There was a recent research paper released in DDN Magazine that focused on non fatal overdoses which was carried out by a group of academics in the University of South Wales. Which can be found here….
Following on from this I decided to do a little non-academic research for myself to look primarily at the possible effects of a non fatal overdose on the individual, Firstly from a physical / medical perspective. In the UNODC discussion paper released in 2013, “Opioid overdose: preventing and reducing opioid overdose mortality” (http://www.unodc.org/docs/treatment/overdose.pdf) it states that….
“Non-fatal overdose can significantly contribute to morbidity, including cerebral hypoxia, pulmonary oedema, pneumonia and cardiac arrhythmia, that may result in prolonged hospitalizations and brain damage”
Asphyxia and hypoxia lead to a redistribution of cerebral blood flow. This can result in a 25% reduction in oxygen saturation (in lambs, no human research found). Research has found that naloxone can quite significantly reverse this redistribution, this has a massive effect on the oxygen in the brain and therefore, as an opioid-mediated homeostatic mechanism, in hypoxia promotes preferential perfusion of the vital structures of the brain. During severe prolonged asphyxia there was an increase of cerebral blood flow which was more prominent in new born lambs with hypoxia. As opioids play a role in the regulation of cerebral circulation the potential in a non fatal overdose for cerebral redistribution stemmed by naloxone was proven to be significant in redistributing and therefore reducing the the hypertension, increasing the oxygen levels in the brain, reducing arterial blood pressure and reducing the risk of any longer lasting effects. Full recovery and reversal possible if naloxone is administered as soon as is possible after signs appear. For a clear understanding of the signs, symptoms of hypoxia please follow the hyper link below….
Pulmonary Oedema is fluid accumulation in the air spaces and the lungs which leads to respiratory failure. There are a number of reports published around possible adverse effects of naloxone and most of these include pulmonary oedema, however, most were also highlighted in the presence of an underlying cardiorespiratory disease which has made it impossible to differentiate between what the underlying cause of the pulmonary oedema. “Many episodes of pulmonary oedema secondary to opioid toxicity have been published since it was first noted by William Osler in the 1880s and it has been suggested that naloxone simply reveals the opioid induced pulmonary oedema that had been masked by the already existing respiratory depression”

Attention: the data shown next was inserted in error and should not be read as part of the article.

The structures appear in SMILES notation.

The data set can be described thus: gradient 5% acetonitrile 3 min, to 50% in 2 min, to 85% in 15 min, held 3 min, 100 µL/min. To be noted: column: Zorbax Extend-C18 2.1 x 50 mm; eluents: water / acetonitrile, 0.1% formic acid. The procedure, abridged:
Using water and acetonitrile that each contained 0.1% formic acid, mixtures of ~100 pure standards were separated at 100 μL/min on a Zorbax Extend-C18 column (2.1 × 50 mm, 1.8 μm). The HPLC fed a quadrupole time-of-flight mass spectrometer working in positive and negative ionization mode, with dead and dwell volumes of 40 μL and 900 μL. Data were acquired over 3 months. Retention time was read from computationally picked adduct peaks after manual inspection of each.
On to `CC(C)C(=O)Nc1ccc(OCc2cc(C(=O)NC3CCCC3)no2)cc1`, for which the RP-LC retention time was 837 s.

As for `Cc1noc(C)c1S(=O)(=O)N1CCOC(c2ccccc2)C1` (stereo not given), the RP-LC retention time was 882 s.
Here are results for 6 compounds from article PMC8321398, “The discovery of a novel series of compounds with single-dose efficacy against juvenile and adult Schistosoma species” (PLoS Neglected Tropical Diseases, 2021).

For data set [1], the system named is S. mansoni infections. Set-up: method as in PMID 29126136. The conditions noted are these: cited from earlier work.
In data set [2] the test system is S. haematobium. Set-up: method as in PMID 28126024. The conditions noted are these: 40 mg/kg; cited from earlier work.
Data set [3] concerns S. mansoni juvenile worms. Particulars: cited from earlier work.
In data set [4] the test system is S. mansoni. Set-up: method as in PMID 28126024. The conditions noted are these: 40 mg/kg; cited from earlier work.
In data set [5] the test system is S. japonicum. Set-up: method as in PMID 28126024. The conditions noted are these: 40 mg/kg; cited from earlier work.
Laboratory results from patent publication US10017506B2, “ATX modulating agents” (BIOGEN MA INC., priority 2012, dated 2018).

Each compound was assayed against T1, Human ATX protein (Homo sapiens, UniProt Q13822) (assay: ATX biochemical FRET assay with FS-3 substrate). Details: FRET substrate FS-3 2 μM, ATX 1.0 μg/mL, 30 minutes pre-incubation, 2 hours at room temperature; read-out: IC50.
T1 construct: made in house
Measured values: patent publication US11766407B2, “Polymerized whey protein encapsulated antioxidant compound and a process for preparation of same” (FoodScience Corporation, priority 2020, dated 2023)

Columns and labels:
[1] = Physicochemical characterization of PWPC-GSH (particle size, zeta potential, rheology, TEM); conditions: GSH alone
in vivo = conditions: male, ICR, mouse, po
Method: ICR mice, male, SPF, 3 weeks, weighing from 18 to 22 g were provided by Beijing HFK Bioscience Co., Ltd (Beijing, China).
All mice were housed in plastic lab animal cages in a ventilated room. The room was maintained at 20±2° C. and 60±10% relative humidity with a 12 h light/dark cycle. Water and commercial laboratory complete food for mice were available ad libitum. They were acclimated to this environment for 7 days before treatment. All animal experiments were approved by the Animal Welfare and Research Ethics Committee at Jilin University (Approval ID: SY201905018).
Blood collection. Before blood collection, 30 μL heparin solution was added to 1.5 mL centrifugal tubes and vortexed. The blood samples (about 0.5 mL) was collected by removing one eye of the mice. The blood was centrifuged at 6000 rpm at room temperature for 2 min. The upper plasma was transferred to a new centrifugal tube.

Seizures and arrhythmias have also been recorded in pulmonary oedema but ths is more likely to be caused by hypoxia. Which in previous paragraph is reversed by naloxone. Further research around this has shown that hyperventilating patients prior to administration of naloxone could reduce the risk of sympathetic mediated adverse effects. All studies based on this and the findings from those studies were conducted in early trial periods where the main reason for research was to find out what dose of naloxone would be most effective in treatment of non fatal overdose situations to prevent them from becoming fatal. Out of 185 papers on the subject matter, studies were only deemed to be relevant if they compared doses and routes of administration of naloxone or if they produced evidence about rates and timing of complications. This comment is a summarised account of those that were accepted. For signs and symptoms of pulmonary oedema please follow the hyper link below….
Pneumonia Opioid analgesia impairs gastrointestinal motility. Enteral administration of naloxone allows selective blocking of intestinal opioid receptors caused by extensive presystemic metabolism. Therefore, the effect of enteral naloxone on the amount of gastric tube reflux, the frequency of pneumonia, Results on studies around this particular subject provided evidence that the administration of enteral opioid antagonists in ventilated patients with opioid analgesia might be a simple—and possibly preventive—treatment of increased gastric tube reflux and reduces frequency of pneumonia. This study was carried out on 84 fentanyl treated human patients and was a prospective, randomised, double blind study with 43% given a placebo. For more information on pneumonia please follow hyper link below…..
Therefore the conclusion of my research is that…again…naloxone is effective in reducing the risks associated with non fatal overdose as well as reducing the risks of the overdose situation becoming fatal. Not bad for a non academic, done in the space of three hours and didn’t cost a penny.